The first few days of July are traditionally set for big blockbusters hoping to cash in on the long holiday weekend. Blockbusters rarely stand the test of time, of course, but there are always exceptions. The biggest for this day is Back to the Future, Robert Zemeckis’s iconic time-travel movie that has since become a classic of 80s popcorn cinema. It’s a tad too tightly plotted for comfort, and Thomas F. Wilson’s admirably odious villain eventually becomes a real monster in a script that calls for a garden-variety creep. But the buddy-buddy chemistry between stars Michael J. Fox and Christpher Lloyd is infectious, and that tricked-out DeLorean always elicits a smile no matter how close it gets to 88 MPH. Back to the Future opened today in 1985.
Two other minor relics of 80s cinema opened today a couple of years later. The better of the two is Innerspace, Joe Dante’s glorious romp in which a hotshot pilot (Dennis Quaid) gets shrunk to microscopic size and accidentally injected into the rump of a neurotic supermarket manager (Martin Short). Shrinky-dink movies aren’t exactly legion, but this one surely ranks as the best. (Yes, including Fantastic Voyage.)
The other one is Adventures in Babysitting, an early effort from Chris Columbus that sends Elizabeth Shue’s put-upon high school senior through the mean streets of Chicago with a couple of pint-sized charges. It’s definitely boilerplate, but has a fun teenybopper energy to it (Shue makes a great straight man). It’s also notable for its evocation of Marvel’s Thor long before anyone outside of comic book circles knew who he was… with a little help from future MCU alum Vincent D’Onofrio to boot.
Both Innerspace and Adventures in Babysitting opened today in 1987.
We’ve been getting our 80s on recently, and today is a red letter date for that. We’ll start with the earliest: Trading Places, John Landis’s Wall Street retake on The Prince and the Pauper, remains a doggedly entertaining comedy provided you can accept that its heroes emerge triumphant via insider trading. Buoyed by Dan Aykroyd’s fantastic blue-blood buffoon and Eddie Murphy just hitting his stride as a fast-talking con man, it rides their chemistry all the way to the bank. It doesn’t hurt to have greats like Don Ameche, Ralph Bellamy and Denholm Elliott strutting this stuff, or Jamie Lee Curtis definitively breaking out of her scream queen typecasting as a deliciously self-assured leading lady. Trading Places opened 35 years ago today in 1983.
Just one year later, the #1 and #3 movie at the box office both opened on the same day. We doubt that will ever happen again, but what’s doubly interesting is how well both of them held up. At the top of the list, of course is Ghostbusters, another Dan Aykroyd flick that has justly earned its place as a comedy classic. Beyond the way he provides an 80s update to the old fashioned monster comedies like Abbott and Costello Meet Frankenstein, director Ivan Reitman actually touches on some reasonably scary conceits — almost Lovecraftian at times — and never sacrifices the core of the scenario for the sake of cheap laughs.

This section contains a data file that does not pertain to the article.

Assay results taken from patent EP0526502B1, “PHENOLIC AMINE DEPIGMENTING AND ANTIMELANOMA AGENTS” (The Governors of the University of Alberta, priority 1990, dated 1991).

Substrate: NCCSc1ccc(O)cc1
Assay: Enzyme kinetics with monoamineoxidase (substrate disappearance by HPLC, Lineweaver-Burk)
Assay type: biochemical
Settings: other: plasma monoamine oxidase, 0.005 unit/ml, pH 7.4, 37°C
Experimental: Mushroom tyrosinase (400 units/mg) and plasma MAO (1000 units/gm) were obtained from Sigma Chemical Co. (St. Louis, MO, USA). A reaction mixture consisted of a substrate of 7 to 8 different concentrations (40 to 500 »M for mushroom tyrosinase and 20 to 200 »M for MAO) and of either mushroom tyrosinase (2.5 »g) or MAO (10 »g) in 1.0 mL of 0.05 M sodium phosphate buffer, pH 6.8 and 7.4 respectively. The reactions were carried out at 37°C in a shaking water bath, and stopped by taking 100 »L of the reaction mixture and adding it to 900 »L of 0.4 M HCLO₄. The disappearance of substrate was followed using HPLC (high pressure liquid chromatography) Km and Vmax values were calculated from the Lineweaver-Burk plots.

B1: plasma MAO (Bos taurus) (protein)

That same day, another film in a similar vein opened, slightly closer to the horror end of the scale than the comedy end, but touching some of the same emotions nonetheless. Joe Dante’s Gremlins not only found a dark heart beneath a façade of Normal Rockwell America, but let us buy into the sheer anachronistic glee of watching it all burn down. Its old-school effects hold up quite well, and it even managed a sequel that people think is pretty awesome too.
And here’s the catcher: a third movie opened that same day in 1984, and while it didn’t make nearly as much money as the other two, and it may never escape the shadow of its iconic predecessor Airplane!, Top Secret! may be the best film the trio of David Zucker, Jerry Zucker and Jim Abrahams ever produced. So before we sign off, ask yourself: how do we know he’s not Mel Torme?
1981 was a banner year for science fiction, fantasy and horror movies… perhaps more than 1982, which is usually cited as the high water mark for genre cinema. Two of that year’s bumper crop were released today. First up, Excalibur: John Boorman’s ambitious attempt to cover the entire Arthur legend from conception to death. Its reach exceeds its grasp more than once, but it succeeds in capturing the core of the legend in a way no other film before or since could quite manage. And egad, that armor…
Occupying equal status on the pop culture ladder is Joe Dante’s The Howling, part of a trio of notable werewolf movies that came out that year. While it can’t quite match An American Werewolf in London (which is duking it out with 1941’s The Wolfman for best ever), it makes a surprising game run at it, with Dante’s signature wit and iconoclasm punctuating a wild story about a colony of werewolves disguised as a nature retreat in Northern California. Watch for column favorite Robert Picardo — Dante’s perennial good-luck charm — as a grinning serial killer.